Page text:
The World Bank has approved a loan to help fund a more efficient power plant in Burma, where more than 70 percent of the population has no electricity.
The global development lender on Tuesday authorized the $140 million, interest-free loan to help upgrade the decades-old plant in eastern Mon state.
By replacing aging gas turbines, the bank hopes the plant can increase its output by 250 percent, which would cover half of the rural state's peak demand.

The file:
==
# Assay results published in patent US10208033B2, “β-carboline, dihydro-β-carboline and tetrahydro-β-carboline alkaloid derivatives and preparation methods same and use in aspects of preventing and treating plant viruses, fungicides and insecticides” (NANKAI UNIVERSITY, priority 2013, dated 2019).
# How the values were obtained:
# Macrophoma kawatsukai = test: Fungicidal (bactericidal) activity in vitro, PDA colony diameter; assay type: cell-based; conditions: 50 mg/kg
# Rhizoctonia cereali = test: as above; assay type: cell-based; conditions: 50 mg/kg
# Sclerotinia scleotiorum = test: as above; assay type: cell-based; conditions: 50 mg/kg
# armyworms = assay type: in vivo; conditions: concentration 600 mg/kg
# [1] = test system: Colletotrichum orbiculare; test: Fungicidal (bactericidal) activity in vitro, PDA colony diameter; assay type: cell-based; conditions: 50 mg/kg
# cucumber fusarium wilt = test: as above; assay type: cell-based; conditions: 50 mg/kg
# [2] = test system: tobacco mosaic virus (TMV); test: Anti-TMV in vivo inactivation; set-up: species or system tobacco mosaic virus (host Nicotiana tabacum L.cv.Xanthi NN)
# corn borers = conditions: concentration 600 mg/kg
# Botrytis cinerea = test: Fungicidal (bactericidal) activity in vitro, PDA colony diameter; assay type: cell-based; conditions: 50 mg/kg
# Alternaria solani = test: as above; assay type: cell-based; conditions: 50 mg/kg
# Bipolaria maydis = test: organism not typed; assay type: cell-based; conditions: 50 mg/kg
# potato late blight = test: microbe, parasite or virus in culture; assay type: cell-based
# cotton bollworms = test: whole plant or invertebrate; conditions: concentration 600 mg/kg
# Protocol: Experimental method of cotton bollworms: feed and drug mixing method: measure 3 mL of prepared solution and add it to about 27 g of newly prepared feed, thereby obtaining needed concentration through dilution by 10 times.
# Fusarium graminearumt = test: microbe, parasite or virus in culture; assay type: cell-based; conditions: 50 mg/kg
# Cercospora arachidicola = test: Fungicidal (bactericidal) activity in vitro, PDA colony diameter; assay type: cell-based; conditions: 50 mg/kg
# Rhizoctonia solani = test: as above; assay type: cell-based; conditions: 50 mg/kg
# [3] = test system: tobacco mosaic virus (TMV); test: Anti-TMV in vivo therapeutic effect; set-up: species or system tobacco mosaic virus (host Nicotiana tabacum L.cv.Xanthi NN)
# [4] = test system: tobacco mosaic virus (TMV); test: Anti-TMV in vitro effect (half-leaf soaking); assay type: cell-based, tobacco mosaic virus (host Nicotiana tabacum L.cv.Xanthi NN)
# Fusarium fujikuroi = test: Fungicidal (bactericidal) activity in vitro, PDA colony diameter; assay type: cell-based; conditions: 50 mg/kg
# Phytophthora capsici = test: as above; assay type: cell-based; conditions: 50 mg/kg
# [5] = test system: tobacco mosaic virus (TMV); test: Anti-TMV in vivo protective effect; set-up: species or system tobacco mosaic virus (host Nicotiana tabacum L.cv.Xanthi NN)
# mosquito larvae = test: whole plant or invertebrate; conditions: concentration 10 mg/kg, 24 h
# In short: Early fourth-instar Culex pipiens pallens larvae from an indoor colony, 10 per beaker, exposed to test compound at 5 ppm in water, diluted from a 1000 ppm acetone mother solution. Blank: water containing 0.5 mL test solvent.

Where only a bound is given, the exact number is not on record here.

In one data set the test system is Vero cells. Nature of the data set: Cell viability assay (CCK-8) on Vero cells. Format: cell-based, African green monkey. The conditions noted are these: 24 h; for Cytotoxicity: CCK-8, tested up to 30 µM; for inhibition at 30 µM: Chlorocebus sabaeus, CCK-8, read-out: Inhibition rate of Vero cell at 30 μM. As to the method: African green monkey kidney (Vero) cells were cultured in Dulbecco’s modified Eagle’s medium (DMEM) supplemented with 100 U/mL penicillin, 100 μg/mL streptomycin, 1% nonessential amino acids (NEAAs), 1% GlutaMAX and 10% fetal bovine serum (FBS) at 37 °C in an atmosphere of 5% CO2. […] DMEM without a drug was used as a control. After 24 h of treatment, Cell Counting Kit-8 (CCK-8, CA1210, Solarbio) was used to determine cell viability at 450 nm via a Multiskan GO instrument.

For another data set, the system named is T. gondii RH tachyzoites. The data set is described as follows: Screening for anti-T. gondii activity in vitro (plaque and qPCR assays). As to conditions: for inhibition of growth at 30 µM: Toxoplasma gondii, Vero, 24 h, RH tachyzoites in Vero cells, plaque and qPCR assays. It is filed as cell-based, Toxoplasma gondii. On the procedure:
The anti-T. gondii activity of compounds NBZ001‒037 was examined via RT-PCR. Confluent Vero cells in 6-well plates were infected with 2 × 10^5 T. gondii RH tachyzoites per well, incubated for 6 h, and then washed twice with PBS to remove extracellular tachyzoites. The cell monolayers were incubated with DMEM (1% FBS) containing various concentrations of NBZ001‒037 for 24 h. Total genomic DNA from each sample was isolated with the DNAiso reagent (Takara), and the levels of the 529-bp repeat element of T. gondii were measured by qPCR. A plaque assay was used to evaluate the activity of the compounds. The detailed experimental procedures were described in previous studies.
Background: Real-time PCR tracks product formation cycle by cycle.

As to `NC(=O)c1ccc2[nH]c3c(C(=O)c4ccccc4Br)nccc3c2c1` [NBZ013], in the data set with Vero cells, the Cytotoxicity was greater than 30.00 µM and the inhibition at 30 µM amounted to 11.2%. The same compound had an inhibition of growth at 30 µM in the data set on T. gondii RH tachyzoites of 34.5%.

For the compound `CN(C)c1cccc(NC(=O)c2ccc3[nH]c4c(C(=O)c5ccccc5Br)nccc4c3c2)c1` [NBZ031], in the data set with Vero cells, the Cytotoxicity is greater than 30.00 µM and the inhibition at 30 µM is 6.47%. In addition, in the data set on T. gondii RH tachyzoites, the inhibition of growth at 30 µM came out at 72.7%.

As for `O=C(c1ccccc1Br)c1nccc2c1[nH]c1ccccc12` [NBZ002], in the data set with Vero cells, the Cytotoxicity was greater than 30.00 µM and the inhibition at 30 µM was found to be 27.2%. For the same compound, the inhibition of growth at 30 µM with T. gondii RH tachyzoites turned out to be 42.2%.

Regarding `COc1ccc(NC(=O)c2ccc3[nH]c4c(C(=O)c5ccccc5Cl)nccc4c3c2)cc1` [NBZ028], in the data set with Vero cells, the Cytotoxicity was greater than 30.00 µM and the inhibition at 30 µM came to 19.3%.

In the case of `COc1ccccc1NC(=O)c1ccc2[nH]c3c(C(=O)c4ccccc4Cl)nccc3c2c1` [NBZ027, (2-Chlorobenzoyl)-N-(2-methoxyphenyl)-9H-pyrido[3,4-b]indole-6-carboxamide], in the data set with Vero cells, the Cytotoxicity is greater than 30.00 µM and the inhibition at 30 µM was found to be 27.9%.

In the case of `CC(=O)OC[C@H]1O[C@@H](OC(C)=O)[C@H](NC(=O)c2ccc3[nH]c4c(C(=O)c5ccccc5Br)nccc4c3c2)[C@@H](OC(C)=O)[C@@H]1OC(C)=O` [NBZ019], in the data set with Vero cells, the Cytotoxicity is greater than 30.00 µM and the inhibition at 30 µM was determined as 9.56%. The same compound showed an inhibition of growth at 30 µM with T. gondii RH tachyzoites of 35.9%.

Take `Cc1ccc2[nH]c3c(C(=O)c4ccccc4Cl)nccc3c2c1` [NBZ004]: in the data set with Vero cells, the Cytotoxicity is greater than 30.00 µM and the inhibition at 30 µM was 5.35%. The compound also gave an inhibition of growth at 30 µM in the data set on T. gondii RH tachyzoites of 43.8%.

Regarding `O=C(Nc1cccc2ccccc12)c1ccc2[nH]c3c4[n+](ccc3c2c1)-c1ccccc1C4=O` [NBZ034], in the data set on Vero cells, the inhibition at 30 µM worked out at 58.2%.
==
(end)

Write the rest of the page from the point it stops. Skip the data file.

The World Bank says the project is the "first step to bringing more and cleaner electricity" to Burma, which it says is essential to helping reduce poverty.
The under-developed country is recovering from five decades of economic and political isolation under its former authoritarian military leaders.
A new, nominally civilian government took power in 2011 and began implementing a series of political and economic reforms.
Since then, the World Bank and others have re-engaged with and begun relaxing economic sanctions against the Southeast Asian country.